Last night at 6.30pm, the Dining Hall was transformed into a hub of inspiration and enthusiasm, as internationally recognised leaders gathered for the women’s leadership conference organised by the Student Managed Fund (SMF).
Speakers on the night included prominent figures from large corporations Morgan Stanley, McKinsey, Twitter, Credit Suisse and HSBC Ireland. The objective of the night was to give guests an insight into the challenges that women face as they enter the business world and to share with them the experiences that these women had in their own life.
A message of positivity and a call for change prevailed in the evening’s conversation. Women spoke of how they got to their positions with a tone of pride that inspired hope amongst all the young women in the audience. Of the four speakers, three were women: Sinead McSweeney, Marisa Drew and Sorcha McKenna, and one man, Alan Duffy.
The evening was moderated by leading economist, author and businessman David McWilliams, who spoke briefly before and after each speaker, serving his nuggets of wisdom on a platter of playful wit. When jokingly mentioning his wife not taking his last name he makes a point of how the world is now moving closer to gender parity and informing the audience that in his observations of international economics, “incredibly wealthy countries are countries that are also very equal in terms of gender”. The theme of the evening was “Working with the Future” and, as was eloquently put by Megan Barton of the SMF, who was the driving force behind the success of the evening, the event aimed “to celebrate the progress made in closing the gender gap and where improvements can be made”.
After introductions, the night was split into two parts: The first involved each speaker given the floor as they spoke of their journey to success while also commenting on the importance of gender equality. The second part involved all four speakers joining on stage alongside McWilliams as he led the panel discussion and before opening the floor to questions from the audience.
During the individual talks about their careers, it became clear that the women had a lot more in common than just gender. Each began their working life with no clue about the opportunities or jobs out there for them, nor the vision of seeing themselves in the positions that they hold today. Sorcha McKenna, a partner and the lead of the Irish office at McKinsey & Company, graduated with a PhD in microbiology purely because she enjoyed science and did not know what else to do but continue her studies after doing an undergraduate degree at Trinity. She joined McKinsey after receiving her doctorate and hasn’t looked back since.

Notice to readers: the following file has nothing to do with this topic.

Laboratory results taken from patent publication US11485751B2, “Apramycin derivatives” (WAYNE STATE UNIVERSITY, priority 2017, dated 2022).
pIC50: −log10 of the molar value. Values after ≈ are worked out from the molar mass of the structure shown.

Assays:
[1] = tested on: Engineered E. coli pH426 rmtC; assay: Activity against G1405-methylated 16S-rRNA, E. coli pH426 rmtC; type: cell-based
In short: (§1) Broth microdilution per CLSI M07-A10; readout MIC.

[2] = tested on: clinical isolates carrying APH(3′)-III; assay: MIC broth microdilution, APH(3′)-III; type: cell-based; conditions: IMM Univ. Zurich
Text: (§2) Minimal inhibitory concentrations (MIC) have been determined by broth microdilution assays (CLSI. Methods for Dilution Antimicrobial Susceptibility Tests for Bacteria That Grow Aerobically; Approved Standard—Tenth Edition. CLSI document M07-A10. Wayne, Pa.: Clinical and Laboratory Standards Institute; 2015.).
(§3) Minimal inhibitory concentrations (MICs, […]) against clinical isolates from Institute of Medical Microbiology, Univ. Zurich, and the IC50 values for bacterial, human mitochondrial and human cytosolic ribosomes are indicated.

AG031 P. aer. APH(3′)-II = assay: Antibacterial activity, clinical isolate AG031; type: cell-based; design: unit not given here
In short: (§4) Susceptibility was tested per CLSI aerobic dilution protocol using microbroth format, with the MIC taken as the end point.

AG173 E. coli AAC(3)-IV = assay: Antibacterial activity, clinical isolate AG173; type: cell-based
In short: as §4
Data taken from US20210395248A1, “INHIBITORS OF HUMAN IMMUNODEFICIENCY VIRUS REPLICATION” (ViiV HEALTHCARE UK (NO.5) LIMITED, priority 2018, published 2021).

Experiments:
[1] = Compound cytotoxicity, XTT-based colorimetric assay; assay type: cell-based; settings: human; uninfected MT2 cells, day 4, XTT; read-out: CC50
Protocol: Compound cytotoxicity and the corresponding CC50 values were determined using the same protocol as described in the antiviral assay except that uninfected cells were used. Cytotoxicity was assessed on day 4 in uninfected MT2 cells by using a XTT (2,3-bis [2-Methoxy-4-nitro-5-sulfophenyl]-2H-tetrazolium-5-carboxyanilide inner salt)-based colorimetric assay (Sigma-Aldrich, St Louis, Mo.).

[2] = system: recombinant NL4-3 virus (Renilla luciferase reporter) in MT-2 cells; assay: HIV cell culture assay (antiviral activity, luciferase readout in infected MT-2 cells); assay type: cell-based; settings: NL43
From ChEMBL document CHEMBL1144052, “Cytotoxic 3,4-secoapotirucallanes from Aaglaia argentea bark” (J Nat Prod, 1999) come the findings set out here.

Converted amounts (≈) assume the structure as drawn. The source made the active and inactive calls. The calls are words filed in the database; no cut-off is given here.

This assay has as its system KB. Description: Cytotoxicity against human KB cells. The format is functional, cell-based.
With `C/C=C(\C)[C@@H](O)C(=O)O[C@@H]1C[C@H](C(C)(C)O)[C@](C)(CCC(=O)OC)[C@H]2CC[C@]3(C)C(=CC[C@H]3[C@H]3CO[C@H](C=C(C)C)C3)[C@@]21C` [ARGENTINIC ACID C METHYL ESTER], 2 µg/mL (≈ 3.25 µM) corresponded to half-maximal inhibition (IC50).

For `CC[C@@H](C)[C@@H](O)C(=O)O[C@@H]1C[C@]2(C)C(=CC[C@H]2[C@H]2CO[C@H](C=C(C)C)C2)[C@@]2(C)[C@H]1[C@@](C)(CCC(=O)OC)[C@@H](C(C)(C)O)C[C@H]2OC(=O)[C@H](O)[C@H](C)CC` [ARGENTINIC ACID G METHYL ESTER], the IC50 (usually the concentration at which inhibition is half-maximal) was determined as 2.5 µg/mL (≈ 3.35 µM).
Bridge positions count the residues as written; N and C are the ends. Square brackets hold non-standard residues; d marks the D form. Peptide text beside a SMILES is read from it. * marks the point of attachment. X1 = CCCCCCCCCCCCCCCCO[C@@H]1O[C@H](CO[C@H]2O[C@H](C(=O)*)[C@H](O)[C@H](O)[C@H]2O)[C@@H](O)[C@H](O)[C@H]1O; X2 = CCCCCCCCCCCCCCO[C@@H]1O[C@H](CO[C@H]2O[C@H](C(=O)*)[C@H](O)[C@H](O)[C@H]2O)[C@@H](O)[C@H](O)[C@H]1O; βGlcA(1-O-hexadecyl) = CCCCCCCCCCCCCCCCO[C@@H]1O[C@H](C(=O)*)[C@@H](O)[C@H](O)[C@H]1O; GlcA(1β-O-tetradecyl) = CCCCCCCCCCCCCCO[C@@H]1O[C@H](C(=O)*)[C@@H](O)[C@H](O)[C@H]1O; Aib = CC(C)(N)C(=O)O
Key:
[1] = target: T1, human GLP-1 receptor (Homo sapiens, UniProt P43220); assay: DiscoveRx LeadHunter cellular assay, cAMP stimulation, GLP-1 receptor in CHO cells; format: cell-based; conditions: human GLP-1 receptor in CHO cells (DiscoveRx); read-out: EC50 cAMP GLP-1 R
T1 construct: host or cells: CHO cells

McKenna spoke of the importance of students who are in college to have exposure to the variety of career paths which exist. Her hope was that each student would receive training in skills for interviews and the chance to be mentored as, in her opinion, this was one of the main drivers behind her success.
The confusion and lack of self-awareness was shared by Marisa Drew, who is currently Head of Impact Advisory and Finance Division at Credit Suisse. In her early years, Drew was clueless as to where she would enjoy working and so began her journey of trial and error in a number of roles, including three internship positions and one as an entrepreneur. It was in this way that she realised where she thrived in the working world. Drew is an advocate of creating opportunities for people, women especially, and encourages people to work hard so as to avoid settling for a job they do not enjoy as a result of too many closed doors.